Promises, promises, promises...In the uncertain and high-pressure world that is top-level football, giving your word is a risky business - not that it stops players or coaches from doing just that. FIFA.com takes a look at some of the better-known and most curious examples of this very public phenomenon.
The irony of Bayern Munich's 4-0 UEFA Champions League first-leg defeat to Barcelona will not be lost on the club's Italian striker Luca Toni after the player's brash pre-match promise to dance naked in Munich's main square, the Marienplatz, should Bayern win this season's competition. Yet even prior to 8 April's humbling in the Camp Nou, Toni was clearly having second thoughts, saying he would now be keeping his underwear firmly on for any potential jig and would only appear on a nice warm day in the Bavarian capital...
Deportivo La Coruna's Julian de Guzman, meanwhile, also made a somewhat saucy promise ahead of the Real Madrid's visit to the Riazor in March 2008. "If I score against Madrid again, I'll go a year without sex," vowed the Canadian midfielder, who had notched the opener in a 3-1 win over Los Blancos in October 2005. This time around, however, De Guzman failed to get the better of Iker Casillas. Whether this was due to wayward finishing or a subliminal desire not to endure a year of abstinence, we will never know.
Paying their dues
Throughout the years there have been many who have tried to explain the particularly close links between football and religion. Indeed, those flocking to their team's ground are often said to be attending a place of worship, star players past and present are hailed as modern-day saints, and it is routine to see a prayer room in a stadium or Catholic footballers making the sign of the cross upon entering or leaving the field of play.
We have to give thanks to the Apostle Santiago for the divine power that, combined with the players' efforts, helped us knock out Milan. But next time I'll just bet a meal or something.
As a result, it should come as no surprise that promises of pilgrimages are a recurring theme. In Spain, this invariably means the road to Santiago de Compostela. Among the many to have uttered this vow was former Deportivo coach Javier Irureta, in this case after his side had crashed 4-1 at AC Milan in the first leg of their UEFA Champions League quarter-final in 2003/04. "If we can turn the tie around, I'll walk all the way to Santiago," said the supremo, with his charges promptly trouncing the Italian giants 4-0 in the second leg to reach the semi-finals. "We have to give thanks to the Apostle Santiago for the divine power that, combined with the players' efforts, helped us knock out Milan. But next time I'll just bet a meal or something," added Irureta who stuck to his word by pounding out the required 70km over just two days.
Crossing the Atlantic to Argentinian capital of Buenos Aires, the pilgrimage of choice has to be the Church of Lujan, which was descended upon by a host of San Lorenzo de Almagro supporters back in 1995. It had been 21 years since El Ciclón, historically one of the country's biggest clubs, had won a league title and at that point they lay in second spot with one game remaining.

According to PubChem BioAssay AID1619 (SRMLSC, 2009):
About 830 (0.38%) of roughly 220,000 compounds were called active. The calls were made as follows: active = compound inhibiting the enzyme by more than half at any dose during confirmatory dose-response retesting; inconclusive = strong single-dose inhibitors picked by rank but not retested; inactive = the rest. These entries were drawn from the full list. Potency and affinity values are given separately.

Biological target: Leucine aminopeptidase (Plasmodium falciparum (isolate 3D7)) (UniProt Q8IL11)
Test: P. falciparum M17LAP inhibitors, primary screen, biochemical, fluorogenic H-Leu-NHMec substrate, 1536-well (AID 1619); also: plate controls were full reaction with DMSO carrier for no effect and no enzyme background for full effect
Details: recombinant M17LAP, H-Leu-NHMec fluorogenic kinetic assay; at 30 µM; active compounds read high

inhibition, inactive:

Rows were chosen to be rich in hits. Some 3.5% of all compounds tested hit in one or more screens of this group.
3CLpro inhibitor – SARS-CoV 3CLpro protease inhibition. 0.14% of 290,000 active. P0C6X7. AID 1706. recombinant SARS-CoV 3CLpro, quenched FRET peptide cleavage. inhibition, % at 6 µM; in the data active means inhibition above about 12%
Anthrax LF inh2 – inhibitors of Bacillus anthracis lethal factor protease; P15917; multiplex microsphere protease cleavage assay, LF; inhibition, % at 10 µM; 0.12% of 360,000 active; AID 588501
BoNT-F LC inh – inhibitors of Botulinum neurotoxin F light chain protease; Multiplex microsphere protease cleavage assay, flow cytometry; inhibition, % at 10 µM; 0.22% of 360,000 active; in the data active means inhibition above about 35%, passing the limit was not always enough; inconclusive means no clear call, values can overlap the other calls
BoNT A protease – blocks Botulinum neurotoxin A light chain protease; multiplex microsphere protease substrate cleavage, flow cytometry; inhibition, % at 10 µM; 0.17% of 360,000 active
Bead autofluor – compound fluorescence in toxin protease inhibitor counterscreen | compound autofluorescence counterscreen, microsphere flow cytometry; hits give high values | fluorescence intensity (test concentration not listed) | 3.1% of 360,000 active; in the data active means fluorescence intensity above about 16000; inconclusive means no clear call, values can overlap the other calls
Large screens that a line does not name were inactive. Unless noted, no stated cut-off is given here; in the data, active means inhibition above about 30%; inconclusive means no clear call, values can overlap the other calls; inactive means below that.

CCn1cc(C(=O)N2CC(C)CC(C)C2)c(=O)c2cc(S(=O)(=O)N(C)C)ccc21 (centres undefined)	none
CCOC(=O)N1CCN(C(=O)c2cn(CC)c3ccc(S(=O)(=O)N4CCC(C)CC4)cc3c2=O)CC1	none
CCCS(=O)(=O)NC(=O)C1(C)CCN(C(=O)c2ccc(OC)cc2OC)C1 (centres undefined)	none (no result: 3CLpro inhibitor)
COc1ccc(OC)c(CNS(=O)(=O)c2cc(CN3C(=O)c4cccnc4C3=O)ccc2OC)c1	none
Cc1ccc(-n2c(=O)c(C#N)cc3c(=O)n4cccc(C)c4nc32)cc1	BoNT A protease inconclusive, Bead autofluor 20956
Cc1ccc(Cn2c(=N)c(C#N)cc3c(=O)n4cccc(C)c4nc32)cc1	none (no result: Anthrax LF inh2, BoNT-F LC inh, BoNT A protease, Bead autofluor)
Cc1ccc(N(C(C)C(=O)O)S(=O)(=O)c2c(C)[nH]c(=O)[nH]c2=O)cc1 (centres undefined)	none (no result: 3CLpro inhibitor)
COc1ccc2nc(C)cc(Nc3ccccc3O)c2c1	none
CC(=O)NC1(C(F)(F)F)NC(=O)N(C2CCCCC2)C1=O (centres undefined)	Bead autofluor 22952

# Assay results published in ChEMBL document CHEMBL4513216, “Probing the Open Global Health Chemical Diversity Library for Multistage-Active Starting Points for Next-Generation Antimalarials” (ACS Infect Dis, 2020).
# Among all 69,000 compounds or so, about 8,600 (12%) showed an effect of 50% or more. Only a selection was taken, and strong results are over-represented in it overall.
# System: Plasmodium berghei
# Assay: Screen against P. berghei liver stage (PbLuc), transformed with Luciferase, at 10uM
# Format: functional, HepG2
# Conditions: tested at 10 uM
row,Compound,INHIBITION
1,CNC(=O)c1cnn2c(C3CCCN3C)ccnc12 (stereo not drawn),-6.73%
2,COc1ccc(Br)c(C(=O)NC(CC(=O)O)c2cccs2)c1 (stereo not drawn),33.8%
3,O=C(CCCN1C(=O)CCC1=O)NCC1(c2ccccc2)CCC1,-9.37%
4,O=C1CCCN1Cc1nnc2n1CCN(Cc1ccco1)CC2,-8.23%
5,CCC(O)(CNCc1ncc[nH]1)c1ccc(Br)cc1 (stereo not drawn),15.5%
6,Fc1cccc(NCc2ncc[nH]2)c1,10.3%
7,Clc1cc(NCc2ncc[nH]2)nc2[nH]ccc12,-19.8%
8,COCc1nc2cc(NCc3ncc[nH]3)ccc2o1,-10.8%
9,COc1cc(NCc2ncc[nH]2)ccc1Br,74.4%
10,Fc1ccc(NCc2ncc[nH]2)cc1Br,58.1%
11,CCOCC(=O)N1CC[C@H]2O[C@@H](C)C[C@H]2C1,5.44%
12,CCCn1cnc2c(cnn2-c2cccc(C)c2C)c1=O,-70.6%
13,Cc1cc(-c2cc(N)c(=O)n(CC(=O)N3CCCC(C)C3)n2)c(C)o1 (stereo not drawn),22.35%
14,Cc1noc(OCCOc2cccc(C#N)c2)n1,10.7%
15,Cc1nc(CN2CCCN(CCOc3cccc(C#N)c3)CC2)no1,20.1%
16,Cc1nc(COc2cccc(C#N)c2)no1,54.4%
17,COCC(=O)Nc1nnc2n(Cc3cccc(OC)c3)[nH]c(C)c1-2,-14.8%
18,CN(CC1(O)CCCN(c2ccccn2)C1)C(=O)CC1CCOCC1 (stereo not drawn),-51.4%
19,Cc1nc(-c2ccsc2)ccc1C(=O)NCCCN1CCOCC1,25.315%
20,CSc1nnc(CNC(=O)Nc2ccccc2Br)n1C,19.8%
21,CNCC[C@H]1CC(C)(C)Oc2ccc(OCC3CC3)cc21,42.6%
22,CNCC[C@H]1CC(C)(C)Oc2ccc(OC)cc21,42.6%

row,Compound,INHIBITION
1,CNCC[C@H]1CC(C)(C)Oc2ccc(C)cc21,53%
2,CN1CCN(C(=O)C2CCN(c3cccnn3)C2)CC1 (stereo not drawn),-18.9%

Journalist and San Lorenzo supporter Marcelo Tinelli subsequently promised to organise a pilgrimage to Lujan if his beloved team managed to win away at Rosario Central and leaders Gimnasia y Esgrima la Plata fell at home against struggling Independiente. Against all the odds, that is exactly what took place, with thousands of fans joining Tinelli to cover the 67 kilometres on foot and give thanks for their 'miraculous' conquest.
Hair loss and other tales
Middlesbrough's former Irish goal-getter Bernie Slaven, a genuine idol to fans of the Teesside outfit, was thrust back into the limelight in late 1998 after a remarkable public promise. His beloved Boro were about to take on Manchester United at Old Trafford, where they had not won for 68 years. Slaven, commentating on the match for local radio, vowed to flash his bare backside in the shop window of one of Middlesbrough's biggest department stores if his side won the game. Cue a 3-2 victory and the sight of Slaven's derriere alongside the Christmas decorations in Binns' window display. "It's 68 years since we beat them last, so I thought it was pretty safe. It's a bit embarrassing, but nobody's ever done it before. It was worth it for the win," he said at the time.
A common target of these kinds of wagers is hair, with many pros offering to have their head shaved or their hair bleached as either a forfeit for failure or as a 'payment' for success. The River Plate players who won the 2002 Clausura were a case in point, with the likes of Esteban Cambiasso, Andres D'Alessandro and Martin Demichelis all dyeing their hair dazzling blond for the title celebrations while striker Fernando Cavenaghi instead opted for a vivid green.
Another notable practice among superstitious sportsmen is the non-shaving of beards during a cup run, such as by Sheffield United's Alan Cork during the Blades' charge to the FA Cup semi-finals in 1992/93, while conversely Mario Kempes ended his goalless start to the 1978 FIFA World Cup Argentina™ only after shaving off his beard and moustache.
Staying on facial hair and we have Marseille President Pape Diouf, who recently offered to shave off his trademark moustache should OM win a title this season, be it the league or UEFA Cup. With the club lying second in Ligue 1 and in the last eight in European competition, could Diouf's upper lip be revealed in the not-too-distant future?
Have your say
These are just a few examples of the risky promises that have come to light in the world of football. If you know of any more, why not share your stories with other FIFA.com readers? Just click on "Add your comment" to get your voice heard.